1.  Night and Silence, Seanan McGuire - I still can't quite believe I only recently picked up McGuire's books.  For someone so prolific, she's quite a good writer.  I quite frankly don't know how she's able to put out so much quantity without sacrificing quality.  Night and Silence is the newest October Daye book, and I love the fact that the character is still changing and growing 12 books in.  (I am getting nervous, though.  In my experience when a series gets this lengthy the quality starts to go rapidly downhill at some point....fingers crossed.)  I can't believe I'm going to say this, but I am considering a series reread soon.  I just adore these characters so much!

2.  Suffer a Sea-Change (novella), Seanan McGuire - And a bonus at the end of the book!  This is what happens when you have just a little more you want to say about a character!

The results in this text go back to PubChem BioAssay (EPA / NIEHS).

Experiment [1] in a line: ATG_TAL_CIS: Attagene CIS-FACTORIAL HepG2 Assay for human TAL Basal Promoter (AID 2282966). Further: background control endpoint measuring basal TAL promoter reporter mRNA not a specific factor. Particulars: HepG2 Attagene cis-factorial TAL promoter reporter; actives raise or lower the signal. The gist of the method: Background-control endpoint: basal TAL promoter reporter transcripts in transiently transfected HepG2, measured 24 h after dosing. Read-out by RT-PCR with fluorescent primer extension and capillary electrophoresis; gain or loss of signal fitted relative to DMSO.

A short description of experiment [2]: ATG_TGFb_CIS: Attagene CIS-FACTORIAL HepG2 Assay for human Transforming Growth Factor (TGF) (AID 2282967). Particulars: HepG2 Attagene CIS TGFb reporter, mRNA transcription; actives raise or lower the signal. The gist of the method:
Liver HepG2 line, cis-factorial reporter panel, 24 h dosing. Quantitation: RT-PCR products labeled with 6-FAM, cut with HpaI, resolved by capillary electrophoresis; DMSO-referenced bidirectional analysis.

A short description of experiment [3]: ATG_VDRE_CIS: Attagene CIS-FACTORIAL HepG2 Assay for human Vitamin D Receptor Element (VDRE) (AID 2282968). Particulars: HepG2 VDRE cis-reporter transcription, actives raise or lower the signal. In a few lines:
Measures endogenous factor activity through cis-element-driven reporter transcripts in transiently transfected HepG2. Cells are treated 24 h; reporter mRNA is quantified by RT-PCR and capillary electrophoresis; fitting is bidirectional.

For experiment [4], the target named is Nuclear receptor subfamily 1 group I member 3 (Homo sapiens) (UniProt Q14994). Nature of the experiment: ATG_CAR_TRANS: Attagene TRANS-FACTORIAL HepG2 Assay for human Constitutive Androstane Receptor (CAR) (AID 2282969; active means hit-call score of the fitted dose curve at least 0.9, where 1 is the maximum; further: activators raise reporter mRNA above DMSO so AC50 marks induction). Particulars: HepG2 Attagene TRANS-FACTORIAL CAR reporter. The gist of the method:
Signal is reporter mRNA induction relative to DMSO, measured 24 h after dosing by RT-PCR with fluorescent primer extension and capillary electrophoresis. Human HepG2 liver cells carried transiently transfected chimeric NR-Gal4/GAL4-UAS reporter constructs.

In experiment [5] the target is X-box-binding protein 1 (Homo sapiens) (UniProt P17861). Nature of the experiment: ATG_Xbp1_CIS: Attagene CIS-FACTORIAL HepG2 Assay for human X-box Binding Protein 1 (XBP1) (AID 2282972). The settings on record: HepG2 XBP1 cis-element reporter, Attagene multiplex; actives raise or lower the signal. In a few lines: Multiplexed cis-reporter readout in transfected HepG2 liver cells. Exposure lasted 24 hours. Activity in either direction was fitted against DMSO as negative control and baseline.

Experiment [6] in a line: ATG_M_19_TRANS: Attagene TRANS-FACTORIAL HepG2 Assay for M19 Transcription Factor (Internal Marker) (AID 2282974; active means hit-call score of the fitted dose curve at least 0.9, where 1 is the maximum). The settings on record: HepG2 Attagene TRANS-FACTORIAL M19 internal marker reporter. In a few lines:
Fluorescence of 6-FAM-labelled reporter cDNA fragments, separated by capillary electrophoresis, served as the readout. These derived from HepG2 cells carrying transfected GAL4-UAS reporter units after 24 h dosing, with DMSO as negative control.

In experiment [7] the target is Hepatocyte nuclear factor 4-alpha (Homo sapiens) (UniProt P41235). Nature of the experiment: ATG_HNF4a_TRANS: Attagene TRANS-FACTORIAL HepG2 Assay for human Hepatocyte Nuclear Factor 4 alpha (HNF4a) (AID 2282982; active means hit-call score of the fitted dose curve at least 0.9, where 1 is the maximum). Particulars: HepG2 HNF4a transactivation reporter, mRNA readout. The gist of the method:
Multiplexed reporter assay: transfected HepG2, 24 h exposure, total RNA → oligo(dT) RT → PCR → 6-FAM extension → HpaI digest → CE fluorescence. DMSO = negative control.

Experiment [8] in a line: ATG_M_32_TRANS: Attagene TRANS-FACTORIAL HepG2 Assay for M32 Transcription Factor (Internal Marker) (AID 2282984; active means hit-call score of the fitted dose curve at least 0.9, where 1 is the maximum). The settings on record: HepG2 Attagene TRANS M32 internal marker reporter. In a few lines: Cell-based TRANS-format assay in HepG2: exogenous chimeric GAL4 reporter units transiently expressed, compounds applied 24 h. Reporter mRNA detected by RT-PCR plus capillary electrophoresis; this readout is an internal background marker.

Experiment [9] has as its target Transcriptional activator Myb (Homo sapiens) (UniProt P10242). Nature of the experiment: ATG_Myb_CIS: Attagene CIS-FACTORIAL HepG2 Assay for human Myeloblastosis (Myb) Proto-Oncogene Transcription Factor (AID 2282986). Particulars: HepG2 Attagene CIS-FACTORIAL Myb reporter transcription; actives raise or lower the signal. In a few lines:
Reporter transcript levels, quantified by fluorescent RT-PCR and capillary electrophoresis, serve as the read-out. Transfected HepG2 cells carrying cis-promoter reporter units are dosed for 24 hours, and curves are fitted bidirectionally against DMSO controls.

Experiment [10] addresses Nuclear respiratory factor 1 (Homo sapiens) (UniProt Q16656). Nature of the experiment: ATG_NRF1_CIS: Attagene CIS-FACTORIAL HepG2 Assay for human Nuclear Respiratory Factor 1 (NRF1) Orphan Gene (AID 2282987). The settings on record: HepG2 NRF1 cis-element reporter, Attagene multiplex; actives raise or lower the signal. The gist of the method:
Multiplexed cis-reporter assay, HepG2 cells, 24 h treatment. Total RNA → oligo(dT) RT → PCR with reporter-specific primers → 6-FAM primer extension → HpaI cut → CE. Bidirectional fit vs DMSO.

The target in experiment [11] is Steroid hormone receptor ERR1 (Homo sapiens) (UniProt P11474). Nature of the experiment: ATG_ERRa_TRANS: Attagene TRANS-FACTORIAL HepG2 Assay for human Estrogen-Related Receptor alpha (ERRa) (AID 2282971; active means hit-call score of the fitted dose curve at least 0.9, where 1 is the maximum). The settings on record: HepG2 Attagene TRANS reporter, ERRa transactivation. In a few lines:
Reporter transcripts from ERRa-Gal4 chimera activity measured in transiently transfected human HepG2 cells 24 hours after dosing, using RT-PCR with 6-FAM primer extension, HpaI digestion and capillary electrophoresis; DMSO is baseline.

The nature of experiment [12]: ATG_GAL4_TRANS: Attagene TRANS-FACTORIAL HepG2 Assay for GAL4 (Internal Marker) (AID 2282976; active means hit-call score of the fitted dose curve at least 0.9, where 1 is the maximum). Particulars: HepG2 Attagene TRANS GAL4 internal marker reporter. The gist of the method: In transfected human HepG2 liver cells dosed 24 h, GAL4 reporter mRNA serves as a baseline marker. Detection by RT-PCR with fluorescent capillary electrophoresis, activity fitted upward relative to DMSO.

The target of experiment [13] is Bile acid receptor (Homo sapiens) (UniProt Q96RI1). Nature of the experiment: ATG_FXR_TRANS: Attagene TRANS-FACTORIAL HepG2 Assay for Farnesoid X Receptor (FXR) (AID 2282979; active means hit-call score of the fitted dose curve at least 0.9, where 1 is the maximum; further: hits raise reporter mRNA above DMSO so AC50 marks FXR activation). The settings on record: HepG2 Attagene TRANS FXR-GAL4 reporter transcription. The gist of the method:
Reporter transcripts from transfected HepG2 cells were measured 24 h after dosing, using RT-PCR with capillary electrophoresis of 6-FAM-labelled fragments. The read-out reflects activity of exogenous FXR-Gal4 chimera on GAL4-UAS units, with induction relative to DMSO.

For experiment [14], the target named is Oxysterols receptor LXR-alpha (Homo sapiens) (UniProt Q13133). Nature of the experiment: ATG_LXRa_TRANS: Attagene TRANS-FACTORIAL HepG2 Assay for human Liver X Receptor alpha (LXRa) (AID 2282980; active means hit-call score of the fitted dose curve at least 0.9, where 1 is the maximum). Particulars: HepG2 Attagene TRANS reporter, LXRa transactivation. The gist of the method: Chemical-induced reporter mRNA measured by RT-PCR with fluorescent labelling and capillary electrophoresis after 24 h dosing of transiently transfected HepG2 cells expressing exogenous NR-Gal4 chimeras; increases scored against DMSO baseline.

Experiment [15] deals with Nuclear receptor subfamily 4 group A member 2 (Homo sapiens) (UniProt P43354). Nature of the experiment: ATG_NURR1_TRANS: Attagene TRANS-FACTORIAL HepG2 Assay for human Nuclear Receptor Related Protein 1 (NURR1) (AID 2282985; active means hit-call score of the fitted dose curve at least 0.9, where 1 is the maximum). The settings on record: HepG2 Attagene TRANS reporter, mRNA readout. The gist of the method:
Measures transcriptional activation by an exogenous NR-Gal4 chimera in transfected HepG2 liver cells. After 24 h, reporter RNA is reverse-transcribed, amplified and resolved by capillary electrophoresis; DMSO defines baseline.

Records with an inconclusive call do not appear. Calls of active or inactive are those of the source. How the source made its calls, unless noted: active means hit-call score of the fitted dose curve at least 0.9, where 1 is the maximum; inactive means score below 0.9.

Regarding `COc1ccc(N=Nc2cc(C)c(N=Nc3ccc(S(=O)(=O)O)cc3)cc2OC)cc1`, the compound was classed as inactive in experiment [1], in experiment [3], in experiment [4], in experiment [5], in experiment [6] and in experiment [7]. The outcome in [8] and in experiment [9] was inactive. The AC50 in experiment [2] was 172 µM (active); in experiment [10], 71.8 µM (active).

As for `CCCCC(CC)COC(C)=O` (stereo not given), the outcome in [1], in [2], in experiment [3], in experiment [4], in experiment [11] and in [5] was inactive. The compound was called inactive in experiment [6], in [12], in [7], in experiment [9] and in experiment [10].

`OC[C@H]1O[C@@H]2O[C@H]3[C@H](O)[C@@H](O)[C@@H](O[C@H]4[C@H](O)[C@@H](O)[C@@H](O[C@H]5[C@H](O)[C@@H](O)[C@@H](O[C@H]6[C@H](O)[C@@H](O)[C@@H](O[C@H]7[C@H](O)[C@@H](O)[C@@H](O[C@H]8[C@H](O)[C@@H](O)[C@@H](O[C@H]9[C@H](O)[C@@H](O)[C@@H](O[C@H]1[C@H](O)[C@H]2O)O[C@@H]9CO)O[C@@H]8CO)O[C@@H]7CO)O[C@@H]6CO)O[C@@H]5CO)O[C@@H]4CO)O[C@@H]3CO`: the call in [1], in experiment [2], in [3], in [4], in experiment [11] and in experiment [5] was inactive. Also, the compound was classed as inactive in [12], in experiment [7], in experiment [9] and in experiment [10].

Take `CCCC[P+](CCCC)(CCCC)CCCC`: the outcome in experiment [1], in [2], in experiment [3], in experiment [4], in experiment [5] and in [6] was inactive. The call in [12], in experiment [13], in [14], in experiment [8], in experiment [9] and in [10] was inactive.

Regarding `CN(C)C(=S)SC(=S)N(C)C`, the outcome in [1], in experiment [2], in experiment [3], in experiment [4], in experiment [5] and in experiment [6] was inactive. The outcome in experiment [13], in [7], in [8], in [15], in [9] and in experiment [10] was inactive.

3.  Leaving Church, Barbara Brown Taylor - Taylor is, hands down, my favorite Christian writer.  This is the story of how she came to leave her job as a pastor, and what she found afterwords.  It spoke to me deeply, and in many ways I find my own journey reflected in hers.

4.  Cross Talk, Connie Willis - I adored it.  Then I read some criticism of it.  Then I thought about it.  Then I kind of changed my mind, while still having enjoyed the book.  Yep, I agree with a lot of the things that people have pointed out are wrong about this book.  At the very least, it is not up to Willis's usual standards, and I completely understand why people are annoyed with the story.  Her female lead, after all, needs rescuing quite a bit.  Having said that, I still thought it was a fun and engrossing read...and sometimes we just need a book to be fun!

5.  The Black Tides of Heaven (novella), Jy Yang - Jy Yang's novellas are getting a lot of attention.  I think that there's some interesting things in here about gender, the writing is delicious, and goodness knows I love to read fantasy that isn't based on the old Tolkein-esque Europeanish mythology.  But I have the sequel, and I've not read it yet (still not, as of Dec...) and that makes me wonder why.  I'll get to it at some point, but it just doesn't call to me.